Assume there still exists some chess wisdom within human players that can improve chess programs. How can we usefully extract and encode that knowledge?
One vague idea: In a database of human games, identify via computation human moves that are objectively good but take a program an unusually long time to discover. "Objectively good" is approximated by long computation, perhaps Monte Carlo to discover strategically good moves. Then, perhaps working with the human who made the unusual moves, ask to describe the reasoning behind them, some of which can hopefully be formulated into an algorithm that allows the computer program to discover the move quicker (while not decreasing the overall level of play). This assumes that anything a human can quickly and accurately calculate, a computer can also. This assumption may be false for pattern recognition AI tasks, which chess evaluation is, because of radically different architectures between the brain and electronic computers.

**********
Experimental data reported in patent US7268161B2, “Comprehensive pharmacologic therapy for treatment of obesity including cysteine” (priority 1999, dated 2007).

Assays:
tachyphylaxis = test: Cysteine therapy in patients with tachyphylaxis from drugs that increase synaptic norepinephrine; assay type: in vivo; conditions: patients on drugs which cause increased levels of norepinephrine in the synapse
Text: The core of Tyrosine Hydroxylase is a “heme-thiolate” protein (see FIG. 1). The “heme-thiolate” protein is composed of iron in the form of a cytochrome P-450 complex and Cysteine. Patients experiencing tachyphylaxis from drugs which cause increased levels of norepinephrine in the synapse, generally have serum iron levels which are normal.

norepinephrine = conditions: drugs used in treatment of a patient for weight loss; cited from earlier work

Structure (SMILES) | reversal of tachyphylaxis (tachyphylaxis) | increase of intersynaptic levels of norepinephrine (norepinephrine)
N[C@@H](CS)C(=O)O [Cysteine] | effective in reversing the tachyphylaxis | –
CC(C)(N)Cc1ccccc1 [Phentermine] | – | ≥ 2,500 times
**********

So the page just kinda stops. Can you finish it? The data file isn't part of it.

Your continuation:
The motivation was, if a person wanted to maximize his or her impact or legacy on future chess in terms of increasing the general level of play, it might be by improving an open-source chess program. In the past, it may have been to write a book, but programs encode knowledge more precisely than prose.